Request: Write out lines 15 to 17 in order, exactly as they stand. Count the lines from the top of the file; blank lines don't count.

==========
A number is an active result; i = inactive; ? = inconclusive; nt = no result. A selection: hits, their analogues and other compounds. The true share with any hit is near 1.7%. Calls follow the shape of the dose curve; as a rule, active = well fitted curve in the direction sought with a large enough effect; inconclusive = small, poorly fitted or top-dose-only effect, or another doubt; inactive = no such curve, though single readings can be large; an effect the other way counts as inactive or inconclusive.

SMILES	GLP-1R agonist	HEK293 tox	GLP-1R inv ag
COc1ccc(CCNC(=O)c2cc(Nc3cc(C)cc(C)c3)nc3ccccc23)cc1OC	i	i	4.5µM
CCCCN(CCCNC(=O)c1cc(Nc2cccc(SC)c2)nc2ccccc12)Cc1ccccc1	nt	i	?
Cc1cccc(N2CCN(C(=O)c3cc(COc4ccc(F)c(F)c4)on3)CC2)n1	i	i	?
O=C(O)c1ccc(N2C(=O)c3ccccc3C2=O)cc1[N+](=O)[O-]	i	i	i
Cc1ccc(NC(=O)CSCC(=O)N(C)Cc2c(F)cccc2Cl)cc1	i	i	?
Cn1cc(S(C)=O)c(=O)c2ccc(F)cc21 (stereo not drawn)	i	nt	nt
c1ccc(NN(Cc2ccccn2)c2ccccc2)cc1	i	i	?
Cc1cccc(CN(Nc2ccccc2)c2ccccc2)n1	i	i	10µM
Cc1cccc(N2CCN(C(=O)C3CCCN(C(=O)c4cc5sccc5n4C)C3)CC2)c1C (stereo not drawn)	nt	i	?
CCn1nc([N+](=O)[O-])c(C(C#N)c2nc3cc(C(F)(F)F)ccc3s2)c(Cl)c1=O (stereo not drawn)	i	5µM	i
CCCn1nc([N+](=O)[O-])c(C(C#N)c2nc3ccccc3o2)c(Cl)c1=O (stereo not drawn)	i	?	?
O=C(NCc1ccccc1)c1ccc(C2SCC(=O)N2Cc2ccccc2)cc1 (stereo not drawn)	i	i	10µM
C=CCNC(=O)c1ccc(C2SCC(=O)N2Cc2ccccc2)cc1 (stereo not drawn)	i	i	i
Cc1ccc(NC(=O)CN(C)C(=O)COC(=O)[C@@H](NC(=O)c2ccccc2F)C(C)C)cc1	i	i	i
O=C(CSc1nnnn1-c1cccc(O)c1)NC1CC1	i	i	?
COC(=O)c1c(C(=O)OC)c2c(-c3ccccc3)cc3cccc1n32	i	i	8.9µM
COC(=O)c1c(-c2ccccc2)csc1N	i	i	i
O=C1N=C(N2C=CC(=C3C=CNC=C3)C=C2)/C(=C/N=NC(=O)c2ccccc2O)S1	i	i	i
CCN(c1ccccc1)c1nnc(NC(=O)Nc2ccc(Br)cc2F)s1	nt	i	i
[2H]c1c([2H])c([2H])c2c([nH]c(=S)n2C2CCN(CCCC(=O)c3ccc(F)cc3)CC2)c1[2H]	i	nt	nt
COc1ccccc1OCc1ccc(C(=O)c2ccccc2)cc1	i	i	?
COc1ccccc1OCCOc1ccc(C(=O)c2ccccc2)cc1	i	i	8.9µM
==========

C=CCNC(=O)c1ccc(C2SCC(=O)N2Cc2ccccc2)cc1 (stereo not drawn)	i	i	i
Cc1ccc(NC(=O)CN(C)C(=O)COC(=O)[C@@H](NC(=O)c2ccccc2F)C(C)C)cc1	i	i	i
O=C(CSc1nnnn1-c1cccc(O)c1)NC1CC1	i	i	?